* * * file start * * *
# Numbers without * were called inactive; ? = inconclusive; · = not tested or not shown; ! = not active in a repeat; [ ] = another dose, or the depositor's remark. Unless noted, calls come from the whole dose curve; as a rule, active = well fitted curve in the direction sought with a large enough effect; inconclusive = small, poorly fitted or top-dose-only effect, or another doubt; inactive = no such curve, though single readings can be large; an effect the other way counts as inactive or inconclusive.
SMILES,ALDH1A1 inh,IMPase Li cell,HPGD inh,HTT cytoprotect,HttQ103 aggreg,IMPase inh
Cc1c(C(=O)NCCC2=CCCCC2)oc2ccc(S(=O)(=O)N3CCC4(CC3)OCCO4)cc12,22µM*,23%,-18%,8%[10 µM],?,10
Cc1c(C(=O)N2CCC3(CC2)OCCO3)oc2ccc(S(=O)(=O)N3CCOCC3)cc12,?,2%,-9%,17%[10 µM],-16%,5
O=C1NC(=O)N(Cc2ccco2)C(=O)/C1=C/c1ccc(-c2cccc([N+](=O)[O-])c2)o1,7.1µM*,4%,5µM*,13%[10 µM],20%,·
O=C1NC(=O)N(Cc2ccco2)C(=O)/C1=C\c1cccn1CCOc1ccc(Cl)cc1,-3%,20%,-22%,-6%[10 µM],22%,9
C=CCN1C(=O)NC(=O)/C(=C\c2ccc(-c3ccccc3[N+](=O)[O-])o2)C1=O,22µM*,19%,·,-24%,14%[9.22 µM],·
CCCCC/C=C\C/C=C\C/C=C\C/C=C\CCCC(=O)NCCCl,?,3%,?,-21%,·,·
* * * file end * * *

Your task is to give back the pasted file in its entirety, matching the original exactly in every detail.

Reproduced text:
# Numbers without * were called inactive; ? = inconclusive; · = not tested or not shown; ! = not active in a repeat; [ ] = another dose, or the depositor's remark. Unless noted, calls come from the whole dose curve; as a rule, active = well fitted curve in the direction sought with a large enough effect; inconclusive = small, poorly fitted or top-dose-only effect, or another doubt; inactive = no such curve, though single readings can be large; an effect the other way counts as inactive or inconclusive.
SMILES,ALDH1A1 inh,IMPase Li cell,HPGD inh,HTT cytoprotect,HttQ103 aggreg,IMPase inh
Cc1c(C(=O)NCCC2=CCCCC2)oc2ccc(S(=O)(=O)N3CCC4(CC3)OCCO4)cc12,22µM*,23%,-18%,8%[10 µM],?,10
Cc1c(C(=O)N2CCC3(CC2)OCCO3)oc2ccc(S(=O)(=O)N3CCOCC3)cc12,?,2%,-9%,17%[10 µM],-16%,5
O=C1NC(=O)N(Cc2ccco2)C(=O)/C1=C/c1ccc(-c2cccc([N+](=O)[O-])c2)o1,7.1µM*,4%,5µM*,13%[10 µM],20%,·
O=C1NC(=O)N(Cc2ccco2)C(=O)/C1=C\c1cccn1CCOc1ccc(Cl)cc1,-3%,20%,-22%,-6%[10 µM],22%,9
C=CCN1C(=O)NC(=O)/C(=C\c2ccc(-c3ccccc3[N+](=O)[O-])o2)C1=O,22µM*,19%,·,-24%,14%[9.22 µM],·
CCCCC/C=C\C/C=C\C/C=C\C/C=C\CCCC(=O)NCCCl,?,3%,?,-21%,·,·